Convert your DAO tokens back into ether

Here is a good explanation how to refund DAO tokens using geth, so you do not have to worry about latest mist version or post your key somewhere.

Make sure that you are running geth version 1.4.10 or later. And run your geth commands with the --support-dao-fork option so that you are on the hard-forked blockchain. By now the latest versions support hard-fork anyway. For example:
geth --support-dao-fork console

The --support-dao-fork setting is persisted between separate executions of geth, so you only have to specify this parameter once.

Confirm your geth version using
$ geth version
Geth
Version: 1.4.10-stable
Protocol Versions: [63 62]
Network Id: 1
Go Version: go1.5.1
OS: linux
...
geth --support-dao-fork --unlock {your account} console
...
Unlocking account {your account}
Passhrase: {enter your passphrase}

// Allow your blockchain to sync
> var account = "{your account}";
undefined
> var theDAOAddress = "0xBB9bc244D798123fDe783fCc1C72d3Bb8C189413";
undefined
> var theDAOWithdrawalAddress = "0xbf4ed7b27f1d666546e30d74d50d173d20bca754";
undefined
> var theDAOABIFragment = [{"constant":false,"inputs":[{"name":"_spender","type":"address"},{"name":"_amount","type":"uint256"}],"name":"approve","outputs":[{"name":"success","type":"bool"}],"type":"function"}, {"constant":true,"inputs":[{"name":"_owner","type":"address"}],"name":"balanceOf","outputs":[{"name":"balance","type":"uint256"}],"type":"function"}];
undefined
> var theDAO = web3.eth.contract(theDAOABIFragment).at(theDAOAddress);
undefined
> var approve = theDAO.approve(theDAOWithdrawalAddress, theDAO.balanceOf(account), {from: account});
undefined
> eth.getTransaction(approve);

// Repeat the command above until you see that blockNumber is not null
// Wait a few blocks (~ 15 seconds each) for your approve transaction to get mined
> var theDAOWithdrawalABIFragment = [{"constant":false,"inputs":[],"name":"withdraw","outputs":[],"type":"function"}];
undefined
> var theDAOWithdrawal = web3.eth.contract(theDAOWithdrawalABIFragment).at(theDAOWithdrawalAddress);
undefined
> var withdrawal = theDAOWithdrawal.withdraw({from: account});
undefined

Source: http://ethereum.stackexchange.com/questions/7204/how-do-i-convert-my-the-dao-tokens-into-ethers-using-the-withdrawal-contract-aft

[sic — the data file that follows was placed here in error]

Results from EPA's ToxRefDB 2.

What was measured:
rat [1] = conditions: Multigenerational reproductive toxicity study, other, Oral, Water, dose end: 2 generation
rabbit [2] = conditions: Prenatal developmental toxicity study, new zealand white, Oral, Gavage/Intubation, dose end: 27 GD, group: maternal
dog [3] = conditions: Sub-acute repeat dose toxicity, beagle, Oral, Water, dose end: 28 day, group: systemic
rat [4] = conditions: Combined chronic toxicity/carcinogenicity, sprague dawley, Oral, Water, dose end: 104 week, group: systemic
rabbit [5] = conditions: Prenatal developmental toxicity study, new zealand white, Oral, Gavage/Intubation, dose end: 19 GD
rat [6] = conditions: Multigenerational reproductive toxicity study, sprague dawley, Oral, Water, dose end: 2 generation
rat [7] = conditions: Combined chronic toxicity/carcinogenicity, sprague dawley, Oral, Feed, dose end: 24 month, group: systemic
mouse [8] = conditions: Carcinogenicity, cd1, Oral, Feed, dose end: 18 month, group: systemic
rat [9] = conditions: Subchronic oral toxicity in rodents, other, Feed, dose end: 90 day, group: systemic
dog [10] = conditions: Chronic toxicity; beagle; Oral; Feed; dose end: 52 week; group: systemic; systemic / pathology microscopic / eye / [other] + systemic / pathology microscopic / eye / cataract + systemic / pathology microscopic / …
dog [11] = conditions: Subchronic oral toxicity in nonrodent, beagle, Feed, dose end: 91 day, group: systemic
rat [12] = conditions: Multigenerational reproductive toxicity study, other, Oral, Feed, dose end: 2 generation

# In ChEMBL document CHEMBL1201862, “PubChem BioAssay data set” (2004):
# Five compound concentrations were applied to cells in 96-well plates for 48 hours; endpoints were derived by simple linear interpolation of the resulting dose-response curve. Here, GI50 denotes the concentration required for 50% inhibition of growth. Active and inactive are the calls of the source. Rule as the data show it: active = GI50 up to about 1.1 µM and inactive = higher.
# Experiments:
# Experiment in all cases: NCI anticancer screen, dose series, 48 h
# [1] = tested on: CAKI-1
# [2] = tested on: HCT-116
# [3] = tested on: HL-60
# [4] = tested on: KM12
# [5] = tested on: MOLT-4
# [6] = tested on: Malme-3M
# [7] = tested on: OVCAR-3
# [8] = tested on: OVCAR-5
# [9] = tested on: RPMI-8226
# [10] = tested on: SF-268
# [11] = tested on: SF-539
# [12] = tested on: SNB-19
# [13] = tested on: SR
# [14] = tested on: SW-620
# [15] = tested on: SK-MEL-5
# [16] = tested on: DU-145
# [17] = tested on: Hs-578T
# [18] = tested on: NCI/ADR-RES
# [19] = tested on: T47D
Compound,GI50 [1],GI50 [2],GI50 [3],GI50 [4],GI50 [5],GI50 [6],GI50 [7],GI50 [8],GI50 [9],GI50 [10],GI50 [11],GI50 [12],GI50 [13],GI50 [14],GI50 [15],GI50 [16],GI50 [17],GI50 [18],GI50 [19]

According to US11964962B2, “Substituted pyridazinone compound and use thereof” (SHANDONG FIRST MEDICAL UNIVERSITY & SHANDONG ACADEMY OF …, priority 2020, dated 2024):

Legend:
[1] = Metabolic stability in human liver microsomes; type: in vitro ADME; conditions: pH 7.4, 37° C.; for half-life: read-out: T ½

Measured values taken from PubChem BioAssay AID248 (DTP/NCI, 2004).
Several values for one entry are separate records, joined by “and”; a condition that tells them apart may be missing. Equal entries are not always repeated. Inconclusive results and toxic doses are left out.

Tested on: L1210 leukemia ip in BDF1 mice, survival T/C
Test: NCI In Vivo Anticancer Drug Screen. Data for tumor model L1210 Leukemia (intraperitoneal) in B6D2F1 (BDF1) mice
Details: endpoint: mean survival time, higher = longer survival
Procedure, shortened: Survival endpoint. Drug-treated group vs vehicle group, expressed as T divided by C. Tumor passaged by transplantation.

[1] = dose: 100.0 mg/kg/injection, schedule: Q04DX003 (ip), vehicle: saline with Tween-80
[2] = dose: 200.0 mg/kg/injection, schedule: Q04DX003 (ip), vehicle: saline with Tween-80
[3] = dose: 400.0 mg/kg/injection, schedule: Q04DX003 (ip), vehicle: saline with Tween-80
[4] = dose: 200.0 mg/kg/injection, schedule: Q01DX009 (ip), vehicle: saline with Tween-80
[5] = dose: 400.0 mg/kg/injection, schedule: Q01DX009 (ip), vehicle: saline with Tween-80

Run a private Ethereum testnet / blockchain

Create a Genesis file, i. e. your first block of the private chain, in your home directory e. g.
/home/ether_testuser/.ethereum/CustomGenesis.json
{
"nonce": "0x0000000000000042",
"timestamp": "0x0",
"parentHash": "0x0000000000000000000000000000000000000000000000000000000000000000",
"extraData": "0x0",
"gasLimit": "0x8000000",
"difficulty": "0x400",
"mixhash": "0x0000000000000000000000000000000000000000000000000000000000000000",
"coinbase": "0x3333333333333333333333333333333333333333",
"alloc": {
}
}

Point geth to the  Genesis file and start your private net
geth init /home/ether_testuser/.ethereum/CustomGenesis.json
geth --identity MyPrivateNet --port 50303 --nodiscover --maxpeers 1 --networkid 925345

Now you can connect with geth attach on a different console, create a new account and start mining to get some ether
> personal.newAccount()
Passphrase:
> miner.start()

More details regarding the geth parameters

nodiscover Use this to make sure that your node is not discoverable by people who do not manually add you. Otherwise, there is a chance that your node may be inadvertently added to a stranger’s node if they have the same genesis file and network id.
maxpeers Use maxpeers 0 if you do not want anyone else connecting to your test chain. Alternatively, you can adjust this number if you know exactly how many peers you want connecting to your private chain.
identity

networkid

A custom name and number to identify your test network.
port Use a different port than the geth standard port in order to run a test and production net in parallel.

Connect to the testnet with the following command (insert key, ip address and port of the testnet):

geth --bootnodes enode://pubkey1@ip1:port1

See geth --help for all options.

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Democratic Autonomous Organizations

When it comes to organizing issues without a clear hierachy or structure, chaos is around the corner. People cannot just make things better. They need easy to unterstand and easy to handle tools to do so. And even then not any community can improve to the greater good easily.

The big question is how a soft transformation can take place to achieve more privacy, security, democracy and usability in a digital future.

Read more:

https://medium.com/@florian_rang/democratic-autonomous-organizations-f8d21577e793

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